Co-Founder and Lead Designer at Lifetramp
Where do you work and what is your current title?
I’m currently a co-founder and lead designer at Lifetramp. Aside from that, I do all sorts of design work to pay the bills until we either to decide to raise a proper round for Lifetramp or the revenue starts paying enough for me to get a proper salary.
Please tell us a little bit about yourself & your background.
I started out as a web designer in high school, worked mostly for family businesses and Counter-Strike teams, because everyone was going into the newly founded eSports scene and needed to look more professional. After that I worked for a couple of studios, agencies, product teams and as a freelancer.
When did you first realize you wanted to be a designer?
I always liked doing something with computers. Since my Dad is a total geek, I got my first computer when I was 2, I think. It was a ZX Spectrum (1986, you know) and I loved it to bits. I learned some programming and generally looked deep into what this computer thing can do. Later, when I was already on a PC I was quite active on the demoscene: doing graphics and ASCII/ANSI art and having a ton of fun doing it, so I decided to go in this direction.
What was your first design job? Any interesting stories about how you broke into the field?
Please describe a normal day at your current job. What’s the workflow like? What are your primary responsibilities?
I’m really forcing myself to create habits and rhythm, because before that it’s always been a bit hectic. Since the new year started I tend to wake up around 7am, meditate for 10-20 minutes, look through things to be done (I usually plan those the day before), set up my MIT (Most Important Task) for the day, do all the important work until lunch time, usually take a break then, because I’m useless between about 2-4pm and go back to work after 4pm and work until I feel I’m done with everything that I planned.
Are there any memorable war stories, client interactions or close calls that have taught you something important about how things work?
I vividly remember every screw up I did — over-promising and under-delivering, not delivering on time, not remembering about a meeting etc. The idea is to remember it happened, learn from it and move on.
What’s a common mistake you often see entry level designers make? What are some tips to avoid or overcome it?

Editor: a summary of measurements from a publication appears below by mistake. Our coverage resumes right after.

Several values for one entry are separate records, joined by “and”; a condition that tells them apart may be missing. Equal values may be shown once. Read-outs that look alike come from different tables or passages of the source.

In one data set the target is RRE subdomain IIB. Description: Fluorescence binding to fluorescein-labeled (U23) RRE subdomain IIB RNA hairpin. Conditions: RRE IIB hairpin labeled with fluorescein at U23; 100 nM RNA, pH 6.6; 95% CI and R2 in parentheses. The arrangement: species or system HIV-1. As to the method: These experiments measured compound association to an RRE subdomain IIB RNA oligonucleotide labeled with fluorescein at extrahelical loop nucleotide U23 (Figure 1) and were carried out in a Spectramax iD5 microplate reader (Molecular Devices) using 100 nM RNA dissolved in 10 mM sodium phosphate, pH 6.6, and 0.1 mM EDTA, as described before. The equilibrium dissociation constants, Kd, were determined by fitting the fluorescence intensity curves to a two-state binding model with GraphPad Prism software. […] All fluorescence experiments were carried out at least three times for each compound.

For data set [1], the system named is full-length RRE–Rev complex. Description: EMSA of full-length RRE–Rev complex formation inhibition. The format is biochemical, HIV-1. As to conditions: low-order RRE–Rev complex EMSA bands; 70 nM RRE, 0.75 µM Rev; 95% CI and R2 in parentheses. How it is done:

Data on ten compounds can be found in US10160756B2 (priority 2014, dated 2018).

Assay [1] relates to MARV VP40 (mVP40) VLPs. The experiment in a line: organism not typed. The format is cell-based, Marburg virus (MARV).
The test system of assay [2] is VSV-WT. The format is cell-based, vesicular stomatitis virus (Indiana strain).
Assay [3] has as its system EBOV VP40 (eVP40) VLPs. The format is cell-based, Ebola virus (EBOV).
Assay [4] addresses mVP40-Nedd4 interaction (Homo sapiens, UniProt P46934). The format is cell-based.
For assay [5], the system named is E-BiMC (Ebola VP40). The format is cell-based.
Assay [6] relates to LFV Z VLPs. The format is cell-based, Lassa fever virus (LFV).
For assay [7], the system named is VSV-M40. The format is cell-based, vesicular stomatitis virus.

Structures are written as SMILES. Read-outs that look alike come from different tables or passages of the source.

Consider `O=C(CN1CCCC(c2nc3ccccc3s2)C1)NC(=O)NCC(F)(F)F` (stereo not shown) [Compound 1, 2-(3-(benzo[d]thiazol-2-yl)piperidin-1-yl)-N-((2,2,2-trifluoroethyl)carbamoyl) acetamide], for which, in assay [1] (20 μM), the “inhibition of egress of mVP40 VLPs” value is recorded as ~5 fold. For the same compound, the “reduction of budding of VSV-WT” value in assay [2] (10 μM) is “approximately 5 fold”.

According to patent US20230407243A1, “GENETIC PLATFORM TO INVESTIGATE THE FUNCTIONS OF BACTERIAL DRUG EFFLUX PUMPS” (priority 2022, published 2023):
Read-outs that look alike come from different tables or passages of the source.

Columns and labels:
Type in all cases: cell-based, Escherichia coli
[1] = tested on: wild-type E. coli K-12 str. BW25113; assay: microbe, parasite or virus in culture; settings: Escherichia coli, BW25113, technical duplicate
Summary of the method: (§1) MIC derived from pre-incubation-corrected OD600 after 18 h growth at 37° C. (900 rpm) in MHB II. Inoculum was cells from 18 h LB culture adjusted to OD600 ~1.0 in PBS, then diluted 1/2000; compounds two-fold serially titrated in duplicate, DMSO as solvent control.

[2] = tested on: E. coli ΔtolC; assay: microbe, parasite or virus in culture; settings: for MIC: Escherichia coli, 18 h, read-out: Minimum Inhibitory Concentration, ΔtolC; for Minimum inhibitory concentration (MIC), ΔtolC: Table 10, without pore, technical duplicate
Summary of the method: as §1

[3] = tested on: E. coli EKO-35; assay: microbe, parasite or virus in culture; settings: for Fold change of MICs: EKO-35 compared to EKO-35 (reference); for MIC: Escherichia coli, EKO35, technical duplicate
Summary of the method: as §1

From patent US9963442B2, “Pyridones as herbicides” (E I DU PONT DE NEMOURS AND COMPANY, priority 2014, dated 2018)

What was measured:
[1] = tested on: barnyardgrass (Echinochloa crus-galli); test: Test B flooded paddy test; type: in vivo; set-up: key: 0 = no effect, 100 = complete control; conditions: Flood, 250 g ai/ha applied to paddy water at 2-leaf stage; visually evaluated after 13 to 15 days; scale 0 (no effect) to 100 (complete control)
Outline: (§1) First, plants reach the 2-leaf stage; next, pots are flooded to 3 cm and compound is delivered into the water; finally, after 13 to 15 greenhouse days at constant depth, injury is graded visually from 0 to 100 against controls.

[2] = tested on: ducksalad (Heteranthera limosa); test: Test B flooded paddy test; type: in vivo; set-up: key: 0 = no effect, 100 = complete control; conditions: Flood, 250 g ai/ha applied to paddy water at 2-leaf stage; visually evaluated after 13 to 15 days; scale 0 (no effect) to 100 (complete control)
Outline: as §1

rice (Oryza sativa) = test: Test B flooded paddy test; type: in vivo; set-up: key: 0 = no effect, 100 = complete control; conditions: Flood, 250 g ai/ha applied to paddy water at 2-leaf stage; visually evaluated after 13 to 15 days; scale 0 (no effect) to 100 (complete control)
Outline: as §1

Jumping into “actual work” way too early. Young designers are often way more focused on pixels, instead of users, process, craft, and why they even build those things. Too much “how”, not enough “why”. When you focus on the “how”, you can quickly become what I call “a design screwdriver” — people will basically use you as a tool to implement their ideas because they quickly catch the fact that you’re not questioning what they ask you to do.
Any industry sites or blogs you read on a regular basis, or anything else you read for inspiration?
I don’t read that much, because I can’t do it while commuting or walking. I usually listen to audiobooks and podcasts, mostly not about tech or design. My favorites right now are mostly focused on neuroscience, cognitive science and generally how the brain works. If this is your cup of tea, I can highly recommend All In The Mind and Hidden Brain.
There’s something new and amazing coming out every day. What’s something awesome you’ve seen recently that you’re dying to share, or something you’re excited about?
I’ve been in business long enough to see trends come and go, but I’m really interested in where augmented reality will be heading — especially with professional applications, like medicine or construction. The whole “zero UI” movement, with user interface being driven by data, voice, proximity etc. instead of screens is very interesting as well.
What advice would you give to someone trying to break into the industry?
Find your rhythm, try all the things and find what works for you, don’t rush it and question everything, including — and especially — yourself.
What do you think is the future of your industry?
After years, we finally got our seat at the table as designers. Now we have to prove we are worth it. I still see designers roll their eyes when I talk about business things and I feel like you can’t become a good designer if you don’t understand how the business you’re designing for works.